Vaccinations can prevent may diseases and promote good health and a longer life for you pet. Our veterinarians will prepare a schedule of vaccinations designed for your pet to protect against diseases that place your pet at risk. Below are the annual vaccinations and testing suggested by our veterinarians for you cat.

RCPN (Rhinotracheitis/Calicivirus/Panleukopenia/Chlamydophila)
FelV (Feline Leukemia)
Fecal Test

Additonal testing or vaccinations may also be suggested for your kitten or cat:
Leukemia/FIV/Heartworm Test (Suggested test for kittens and/or strays, prior to vaccination)
FIV(Feline Immunodeficiency Virus)
FIP(Feline Infectious Peritonitis)

Feline Diseases

Feline Viral Rhinotracheitis & Feline Calicivirus
Like the human common cold, these viruses cause upper respiratory tract infection. They are easily transmitted from one cat to another. Kittens are particularly affected, but these diseases can be dangerous in any unprotected cat, as effective treatment is limited. Even if a cat recovers, it can remain a carrier for life, possibly infecting other cats.

Feline Panleukopenia (distemper)
Feline distemper is caused by a virus so resistant it can survive up to one year outside a cat's body! Infection rates in unprotected cats can run as high as 90% to 100%. Treatment of the disease is very difficult and even if recovered, a once-infected cat can spread the disease to other unprotected animals.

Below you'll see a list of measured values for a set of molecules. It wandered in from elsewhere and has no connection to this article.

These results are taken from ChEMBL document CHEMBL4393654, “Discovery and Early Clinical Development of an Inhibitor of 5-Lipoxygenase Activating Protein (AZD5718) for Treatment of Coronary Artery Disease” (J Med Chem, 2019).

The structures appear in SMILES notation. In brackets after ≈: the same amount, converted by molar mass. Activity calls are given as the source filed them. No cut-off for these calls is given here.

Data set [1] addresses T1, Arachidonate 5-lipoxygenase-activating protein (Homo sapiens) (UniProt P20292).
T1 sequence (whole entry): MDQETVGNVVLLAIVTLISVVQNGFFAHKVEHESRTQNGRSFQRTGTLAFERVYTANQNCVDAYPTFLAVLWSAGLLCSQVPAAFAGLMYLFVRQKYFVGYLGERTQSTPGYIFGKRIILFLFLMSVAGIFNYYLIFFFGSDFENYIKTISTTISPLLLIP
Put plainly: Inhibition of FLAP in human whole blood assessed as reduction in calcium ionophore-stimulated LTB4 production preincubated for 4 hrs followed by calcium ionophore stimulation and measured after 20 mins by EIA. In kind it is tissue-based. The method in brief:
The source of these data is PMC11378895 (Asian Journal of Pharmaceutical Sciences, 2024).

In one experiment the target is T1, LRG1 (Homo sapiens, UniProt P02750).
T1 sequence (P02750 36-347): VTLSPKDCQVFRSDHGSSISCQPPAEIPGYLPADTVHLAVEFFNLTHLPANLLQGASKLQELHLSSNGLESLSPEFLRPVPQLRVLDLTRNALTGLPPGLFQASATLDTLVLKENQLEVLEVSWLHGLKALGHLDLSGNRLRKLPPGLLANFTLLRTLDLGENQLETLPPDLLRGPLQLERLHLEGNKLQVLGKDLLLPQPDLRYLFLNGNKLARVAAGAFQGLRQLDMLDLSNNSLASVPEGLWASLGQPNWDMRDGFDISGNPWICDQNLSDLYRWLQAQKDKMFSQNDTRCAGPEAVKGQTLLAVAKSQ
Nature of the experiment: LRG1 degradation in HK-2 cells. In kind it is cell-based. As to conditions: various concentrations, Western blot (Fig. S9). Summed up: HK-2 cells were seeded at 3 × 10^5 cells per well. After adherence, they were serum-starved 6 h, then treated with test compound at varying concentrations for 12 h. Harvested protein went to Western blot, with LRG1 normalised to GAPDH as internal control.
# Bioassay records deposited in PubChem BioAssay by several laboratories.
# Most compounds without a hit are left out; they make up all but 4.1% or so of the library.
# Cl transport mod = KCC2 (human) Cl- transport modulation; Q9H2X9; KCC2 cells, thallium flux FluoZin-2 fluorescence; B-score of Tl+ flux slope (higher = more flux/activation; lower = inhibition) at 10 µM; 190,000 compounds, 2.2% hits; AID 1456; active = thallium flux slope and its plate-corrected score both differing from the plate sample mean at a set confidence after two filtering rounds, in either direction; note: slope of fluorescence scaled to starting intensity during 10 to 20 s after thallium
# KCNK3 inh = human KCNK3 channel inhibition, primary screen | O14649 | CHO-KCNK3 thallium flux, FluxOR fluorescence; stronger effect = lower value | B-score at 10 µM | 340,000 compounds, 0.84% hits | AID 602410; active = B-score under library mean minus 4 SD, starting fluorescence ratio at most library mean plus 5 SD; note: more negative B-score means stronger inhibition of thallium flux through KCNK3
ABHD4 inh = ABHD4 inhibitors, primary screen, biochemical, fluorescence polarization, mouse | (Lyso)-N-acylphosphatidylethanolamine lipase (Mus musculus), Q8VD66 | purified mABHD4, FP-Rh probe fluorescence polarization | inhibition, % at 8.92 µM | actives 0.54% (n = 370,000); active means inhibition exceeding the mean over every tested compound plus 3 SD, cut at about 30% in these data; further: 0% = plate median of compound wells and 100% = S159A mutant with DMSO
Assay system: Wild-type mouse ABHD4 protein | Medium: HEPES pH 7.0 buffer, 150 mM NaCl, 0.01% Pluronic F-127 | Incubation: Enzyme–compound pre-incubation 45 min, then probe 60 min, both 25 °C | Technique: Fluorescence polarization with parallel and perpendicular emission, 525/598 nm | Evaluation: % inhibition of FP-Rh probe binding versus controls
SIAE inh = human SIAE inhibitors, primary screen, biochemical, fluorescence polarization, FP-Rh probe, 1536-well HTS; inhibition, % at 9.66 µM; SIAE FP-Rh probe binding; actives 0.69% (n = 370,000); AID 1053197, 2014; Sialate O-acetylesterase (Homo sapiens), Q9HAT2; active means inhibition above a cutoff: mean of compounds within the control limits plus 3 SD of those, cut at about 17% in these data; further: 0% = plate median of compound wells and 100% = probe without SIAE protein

Feline Chlamydophila
This bacterial disease is responsible for 5% of all feline respiratory diseases and is extremely contagious, especially in young kittens. It causes a local infection of the mucous membranes of the eyes and may also involve the lungs. Chlamydophila can be transmitted to humans by direct contact.

Feline Leukemia
The leading cause of death is cats in North America, Feline Leukemia Virus can result in a multitude of serious health problems for your cat - everything from cancerous conditions such as leukemia to a wide range of secondary infections caused by the destruction of the immune system. After intital exposure to the virus, a cat may not show signs of its presence for months, if not years.

This incurable viral disease affects the central nervous system of almost all mammals, including humans. It is spread through contact with the saliva of infected animals (such as skunks, foxes, raccoons and bats) through bites of any break in the skin. Vaccination will provide your pet with a much greater resistance to rabies if it is exposed to the disease. You must be aware that there is no cure once it occurs. For this reason, many municipalities absoltely require that all dogs receive rabies vaccinations on a regular basis. Plus, you will definitely have to provide vaccination records if you want to travel with your dog across the United States or around the world.

Feline Immunodeficiency Virus
FIV attacks a cat's immune system, producing a slow-developing immunodeficiency disease that results in chronic secondary and opportunistic infections. These include respiratory, gastrointestinal, urinary tract, and skin infections, and general unthriftiness. Various cancers may also develop. FIV infection is lifelong. However, FIV disease is relatively uncommon and most cats remain normal for extended periods until immunodeficiency occurs.